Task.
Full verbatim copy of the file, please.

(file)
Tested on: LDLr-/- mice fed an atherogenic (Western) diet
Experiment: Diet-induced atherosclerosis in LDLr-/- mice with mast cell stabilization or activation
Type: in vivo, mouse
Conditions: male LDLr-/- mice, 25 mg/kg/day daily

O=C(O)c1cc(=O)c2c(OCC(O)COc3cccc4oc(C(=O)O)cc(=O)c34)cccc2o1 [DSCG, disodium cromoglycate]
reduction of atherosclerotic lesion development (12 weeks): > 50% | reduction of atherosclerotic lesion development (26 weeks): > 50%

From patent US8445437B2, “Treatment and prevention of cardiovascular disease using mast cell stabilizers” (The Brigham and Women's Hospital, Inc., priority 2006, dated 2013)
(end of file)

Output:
Tested on: LDLr-/- mice fed an atherogenic (Western) diet
Experiment: Diet-induced atherosclerosis in LDLr-/- mice with mast cell stabilization or activation
Type: in vivo, mouse
Conditions: male LDLr-/- mice, 25 mg/kg/day daily

O=C(O)c1cc(=O)c2c(OCC(O)COc3cccc4oc(C(=O)O)cc(=O)c34)cccc2o1 [DSCG, disodium cromoglycate]
reduction of atherosclerotic lesion development (12 weeks): > 50% | reduction of atherosclerotic lesion development (26 weeks): > 50%

From patent US8445437B2, “Treatment and prevention of cardiovascular disease using mast cell stabilizers” (The Brigham and Women's Hospital, Inc., priority 2006, dated 2013)